Your ris­ing pay­check is the reward that rein­forces the habit.

With the pay­check you have exter­nal moti­va­tion to par­tic­i­pate in build­ing wealth, which means you might be curi­ous. Which means you can look. By look­ing, you will learn.

Learning more, espe­cial­ly when you’re young, will build a life­time habit of eval­u­at­ing your wealth and invest­ing habits through each life stage, ask­ing for help when nec­es­sary and feel­ing mas­tery around the top­ic because you’ve been look­ing, and you’ve learned.

So, with The Elephant in the Room has a Paycheck you have a pos­i­tive moti­va­tor (actu­al­ly more than one — because you can track the Raise as well, and the raise is sur­pris­ing­ly high — who doesn’t like rais­es?), learn as you go, and devel­op a mas­tery about finan­cial terms so that you set your­self up for long-term wealth accu­mu­la­tion through each life-stage.

Caveat 2: The Tactical How-To

When I wrote the book, Stockpile didn’t exist.

Stockpile, among oth­er cool things, allows investors to get start­ed with just $5 (you can even get a $5 bonus for new accounts if you use this link). Investors can choose from any of over 1,000 stocks or ETFs. Getting start­ed is as sim­ple as fill­ing out an online form.

I want­ed to make sure that read­ers not only had a plan for invest­ing, but had a step-by-step guide to get start­ed. Which means I need­ed to sug­gest a method for buy­ing stocks.

Without Stockpile, I focused on an “old school” way of buy­ing stocks direct­ly from com­pa­nies. Buying stocks direct­ly still works, but (big but!) there is usu­al­ly a min­i­mum of $250 to get start­ed, there’s a lot more fric­tion as you often have to fill out a form and mail it in, and the web­sites are gen­er­al­ly poor qual­i­ty. Not to men­tion that for each com­pa­ny in which you wish to invest you’d have to go to their web­site, and fig­ure out what their “ver­sion” of the rules/fees are.

Here’s a quick sum­ma­ry:

Buy Shares with Stockpile:

  1. Minimum invest­ment to get start­ed: $5
  2. Minimum addi­tion­al invest­ment: $5
  3. Friction: Low, com­plete­ly online set­up
  4. Investment selec­tion: Simple, one site for over 1,000 invest­ment choic­es
  5. Web/App investor expe­ri­ence: Amazing

Buy Shares Direct from Company:

  1. Minimum invest­ment to get start­ed: $250 or more (gen­er­al­ly)
  2. Minimum addi­tion­al invest­ment: $25, $50, or more (gen­er­al­ly)
  3. Friction: High, even those with dig­i­tal process­es sim­ply emu­late paper process­es
  4. Investment selec­tion: Complex, each com­pa­ny has their own direct pur­chase rules, and if you invest in mul­ti­ple com­pa­nies you could end up with mul­ti­ple web­sites to use to man­age your port­fo­lio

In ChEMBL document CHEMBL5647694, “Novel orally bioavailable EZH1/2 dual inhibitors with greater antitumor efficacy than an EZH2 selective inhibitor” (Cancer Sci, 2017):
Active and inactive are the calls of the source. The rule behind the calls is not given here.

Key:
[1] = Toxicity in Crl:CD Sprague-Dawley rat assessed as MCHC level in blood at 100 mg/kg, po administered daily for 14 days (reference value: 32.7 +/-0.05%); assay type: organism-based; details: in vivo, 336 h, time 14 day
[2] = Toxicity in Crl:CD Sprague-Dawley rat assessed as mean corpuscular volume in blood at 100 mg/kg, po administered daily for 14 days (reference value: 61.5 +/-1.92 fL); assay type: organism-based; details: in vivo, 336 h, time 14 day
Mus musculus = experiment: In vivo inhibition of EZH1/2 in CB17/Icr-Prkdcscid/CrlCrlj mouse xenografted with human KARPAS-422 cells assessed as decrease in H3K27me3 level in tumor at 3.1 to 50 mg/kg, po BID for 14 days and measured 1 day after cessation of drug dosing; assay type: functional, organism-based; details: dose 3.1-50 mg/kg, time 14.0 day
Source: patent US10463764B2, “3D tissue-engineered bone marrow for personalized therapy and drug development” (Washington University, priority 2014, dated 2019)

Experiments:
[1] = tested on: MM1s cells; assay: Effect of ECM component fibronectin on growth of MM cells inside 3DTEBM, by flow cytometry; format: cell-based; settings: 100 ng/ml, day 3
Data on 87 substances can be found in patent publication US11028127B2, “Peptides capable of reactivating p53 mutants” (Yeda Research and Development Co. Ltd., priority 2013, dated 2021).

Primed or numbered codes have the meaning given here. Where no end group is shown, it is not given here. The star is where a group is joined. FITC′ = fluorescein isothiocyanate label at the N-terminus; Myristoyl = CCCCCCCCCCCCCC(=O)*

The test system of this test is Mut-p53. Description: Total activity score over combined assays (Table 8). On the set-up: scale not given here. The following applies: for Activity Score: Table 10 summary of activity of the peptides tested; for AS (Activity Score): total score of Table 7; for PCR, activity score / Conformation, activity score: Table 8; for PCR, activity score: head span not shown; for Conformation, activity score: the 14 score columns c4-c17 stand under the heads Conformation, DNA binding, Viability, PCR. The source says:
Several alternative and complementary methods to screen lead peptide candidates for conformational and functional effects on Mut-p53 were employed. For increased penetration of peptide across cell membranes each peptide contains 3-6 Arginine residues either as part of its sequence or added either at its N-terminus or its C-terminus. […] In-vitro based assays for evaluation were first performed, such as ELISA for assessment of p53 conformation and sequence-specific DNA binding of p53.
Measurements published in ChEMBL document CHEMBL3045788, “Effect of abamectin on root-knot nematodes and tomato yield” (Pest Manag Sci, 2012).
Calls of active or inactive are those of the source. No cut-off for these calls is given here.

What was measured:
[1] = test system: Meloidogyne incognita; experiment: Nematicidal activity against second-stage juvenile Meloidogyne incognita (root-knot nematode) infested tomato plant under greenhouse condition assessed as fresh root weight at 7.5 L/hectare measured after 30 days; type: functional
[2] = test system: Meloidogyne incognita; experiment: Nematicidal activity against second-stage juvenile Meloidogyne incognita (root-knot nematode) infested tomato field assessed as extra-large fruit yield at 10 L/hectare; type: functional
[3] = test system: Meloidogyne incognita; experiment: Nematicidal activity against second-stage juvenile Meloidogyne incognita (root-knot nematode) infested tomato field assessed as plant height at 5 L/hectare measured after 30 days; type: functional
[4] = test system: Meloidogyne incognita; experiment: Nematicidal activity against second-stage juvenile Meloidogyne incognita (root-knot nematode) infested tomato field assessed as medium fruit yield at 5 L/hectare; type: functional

5. Web/App investor expe­ri­ence: In my expe­ri­ence, the web­sites are ugly, com­plex, and have poor mobile app solu­tions

It goes with­out say­ing that if I were to rewrite Chapter Four, I’d rec­om­mend Stockpile rather than direct stock pur­chas­es.

And of course if you have a bro­ker­age you pre­fer to use, you’d want to make sure you can rein­vest div­i­dends (Robinhood, for exam­ple, does not). Additionally, tra­di­tion­al bro­ker­ages have high­er com­mis­sions that Stockpile (and Robinhood of course!) and you have to buy an exact num­ber of shares, instead of Stockpile’s approach allow­ing investors to pur­chase frac­tion­al shares. Meaning, if you’re just get­ting start­ed with a mod­est amount of mon­ey to invest, Stockpile is a bet­ter option than a tra­di­tion­al bro­ker­age. However, if you’ve already bought some shares you can sim­ply turn on “rein­vest div­i­dends” and begin your Elephant’s Paycheck Blueprint.

Free Email Course

If you’re not com­mit­ted enough to spend $20 on a book, even though it’s beau­ti­ful­ly print­ed, you can always sign up for my free email course which cov­ers a lot of the same mate­r­i­al (and does ref­er­ence Stockpile instead of Direct Purchase Plans).

Give it a try?

Money Making Money

I wrote a free email course specif­i­cal­ly for peo­ple who want to get start­ed invest­ing. In it, I will teach you how to get start­ed with as lit­tle as $10 using Stockpile, and then walk you through my unique met­rics designed for you to have fun and stay moti­vat­ed to build a healthy invest­ing habit.

Course atten­dees can down­load a spread­sheet tem­plate that I’ve cre­at­ed to high­light these met­rics. I even share a tuto­r­i­al that you can use to set­up your own track­er.